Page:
Green tea is not a new concept. The Chinese and the Japanese have used it for years. Why is it now becoming so prevalent here in America?
Green tea has been used for over 4,000 years. Folklore maintains it promotes longevity, decreases cholesterol, decreases heart conditions and also helps to decrease cancer. However, the reason it’s become popular is because there’s abundant scientific evidence showing the benefits of green tea. In fact, within the past three years alone, over 50 different scientific articles have appeared in the literature which support the use of green tea for helping to prevent, treat and, in some cases, kill cancer cells.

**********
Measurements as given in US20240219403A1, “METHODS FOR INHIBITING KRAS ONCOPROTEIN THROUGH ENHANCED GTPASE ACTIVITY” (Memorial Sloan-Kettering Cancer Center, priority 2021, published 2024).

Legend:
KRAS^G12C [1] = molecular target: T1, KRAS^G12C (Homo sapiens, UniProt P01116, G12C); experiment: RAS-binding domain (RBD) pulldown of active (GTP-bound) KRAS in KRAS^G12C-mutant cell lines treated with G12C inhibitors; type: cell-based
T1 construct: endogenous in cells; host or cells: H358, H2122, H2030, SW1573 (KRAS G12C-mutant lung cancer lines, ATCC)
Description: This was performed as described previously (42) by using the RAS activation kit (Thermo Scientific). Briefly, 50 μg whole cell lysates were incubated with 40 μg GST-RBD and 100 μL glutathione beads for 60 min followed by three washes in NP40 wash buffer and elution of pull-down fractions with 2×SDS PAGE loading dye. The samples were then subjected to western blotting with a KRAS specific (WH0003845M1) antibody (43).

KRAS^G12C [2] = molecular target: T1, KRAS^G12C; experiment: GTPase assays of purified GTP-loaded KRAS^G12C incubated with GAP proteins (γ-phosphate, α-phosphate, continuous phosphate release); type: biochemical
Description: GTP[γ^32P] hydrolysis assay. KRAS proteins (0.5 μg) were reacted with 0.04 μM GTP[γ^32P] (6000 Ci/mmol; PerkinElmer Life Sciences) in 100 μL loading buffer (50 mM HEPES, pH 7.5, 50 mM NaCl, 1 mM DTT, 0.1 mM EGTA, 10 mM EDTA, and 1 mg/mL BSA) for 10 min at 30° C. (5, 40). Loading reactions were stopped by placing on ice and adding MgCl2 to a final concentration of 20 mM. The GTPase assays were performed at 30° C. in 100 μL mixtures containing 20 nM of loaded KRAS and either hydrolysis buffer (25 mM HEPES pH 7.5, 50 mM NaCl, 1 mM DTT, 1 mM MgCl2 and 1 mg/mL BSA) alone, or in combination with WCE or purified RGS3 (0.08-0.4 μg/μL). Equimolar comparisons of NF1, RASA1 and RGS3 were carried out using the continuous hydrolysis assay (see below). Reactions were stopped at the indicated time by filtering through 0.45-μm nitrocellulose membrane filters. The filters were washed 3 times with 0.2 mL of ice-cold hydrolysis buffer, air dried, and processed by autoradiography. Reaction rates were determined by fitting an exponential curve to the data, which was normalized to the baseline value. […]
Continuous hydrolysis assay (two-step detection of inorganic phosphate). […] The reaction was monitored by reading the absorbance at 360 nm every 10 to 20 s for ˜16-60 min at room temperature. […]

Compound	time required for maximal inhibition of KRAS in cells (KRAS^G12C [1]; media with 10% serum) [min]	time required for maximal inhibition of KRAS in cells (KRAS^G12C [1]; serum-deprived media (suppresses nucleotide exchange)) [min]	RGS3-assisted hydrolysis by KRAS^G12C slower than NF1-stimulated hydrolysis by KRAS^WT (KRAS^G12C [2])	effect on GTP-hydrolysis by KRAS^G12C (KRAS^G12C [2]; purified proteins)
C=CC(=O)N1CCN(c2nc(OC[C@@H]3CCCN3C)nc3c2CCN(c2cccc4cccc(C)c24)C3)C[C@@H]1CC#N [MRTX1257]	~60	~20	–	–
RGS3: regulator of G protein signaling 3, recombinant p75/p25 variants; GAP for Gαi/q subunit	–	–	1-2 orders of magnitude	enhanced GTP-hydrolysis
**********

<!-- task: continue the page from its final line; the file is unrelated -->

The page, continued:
You may be surprised to know that green tea comes from the same tree that black tea comes from. Green tea is different from black tea in that it doesn’t undergo the degree of oxidation that black tea does. Because of this, helpful antioxidants are found in much greater concentrations within green tea than they are in black tea.
Scientists believe that the protective effects of green tea arise out of a group of polyphenols called catechins. Polyphenols are a class of compounds that have strong anti-oxidant properties — meaning they have the ability to stop carcinogen-producing enzymes. The commonly drank black tea has three to ten percent polyphenols. Green tea, on the other hand, contains 30 to 42 percent polyphenols.